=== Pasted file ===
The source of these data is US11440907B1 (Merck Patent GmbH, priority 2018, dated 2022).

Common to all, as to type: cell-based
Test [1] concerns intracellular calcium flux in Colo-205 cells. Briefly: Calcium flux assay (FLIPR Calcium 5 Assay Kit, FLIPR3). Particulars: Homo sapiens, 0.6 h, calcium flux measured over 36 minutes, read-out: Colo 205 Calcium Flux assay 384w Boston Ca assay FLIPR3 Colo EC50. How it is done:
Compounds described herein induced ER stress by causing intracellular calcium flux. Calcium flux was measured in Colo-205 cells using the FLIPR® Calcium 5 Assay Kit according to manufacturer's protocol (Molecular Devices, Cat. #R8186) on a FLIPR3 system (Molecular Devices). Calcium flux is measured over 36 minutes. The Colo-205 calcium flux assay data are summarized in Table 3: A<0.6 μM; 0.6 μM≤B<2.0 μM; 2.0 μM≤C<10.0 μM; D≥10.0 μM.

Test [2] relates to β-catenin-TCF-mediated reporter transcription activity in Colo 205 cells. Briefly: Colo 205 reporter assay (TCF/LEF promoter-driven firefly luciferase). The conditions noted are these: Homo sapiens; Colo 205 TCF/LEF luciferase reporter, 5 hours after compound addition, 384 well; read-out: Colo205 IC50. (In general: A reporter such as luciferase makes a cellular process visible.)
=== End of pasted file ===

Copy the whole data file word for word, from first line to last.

The source of these data is US11440907B1 (Merck Patent GmbH, priority 2018, dated 2022).

Common to all, as to type: cell-based
Test [1] concerns intracellular calcium flux in Colo-205 cells. Briefly: Calcium flux assay (FLIPR Calcium 5 Assay Kit, FLIPR3). Particulars: Homo sapiens, 0.6 h, calcium flux measured over 36 minutes, read-out: Colo 205 Calcium Flux assay 384w Boston Ca assay FLIPR3 Colo EC50. How it is done:
Compounds described herein induced ER stress by causing intracellular calcium flux. Calcium flux was measured in Colo-205 cells using the FLIPR® Calcium 5 Assay Kit according to manufacturer's protocol (Molecular Devices, Cat. #R8186) on a FLIPR3 system (Molecular Devices). Calcium flux is measured over 36 minutes. The Colo-205 calcium flux assay data are summarized in Table 3: A<0.6 μM; 0.6 μM≤B<2.0 μM; 2.0 μM≤C<10.0 μM; D≥10.0 μM.

Test [2] relates to β-catenin-TCF-mediated reporter transcription activity in Colo 205 cells. Briefly: Colo 205 reporter assay (TCF/LEF promoter-driven firefly luciferase). The conditions noted are these: Homo sapiens; Colo 205 TCF/LEF luciferase reporter, 5 hours after compound addition, 384 well; read-out: Colo205 IC50. (In general: A reporter such as luciferase makes a cellular process visible.)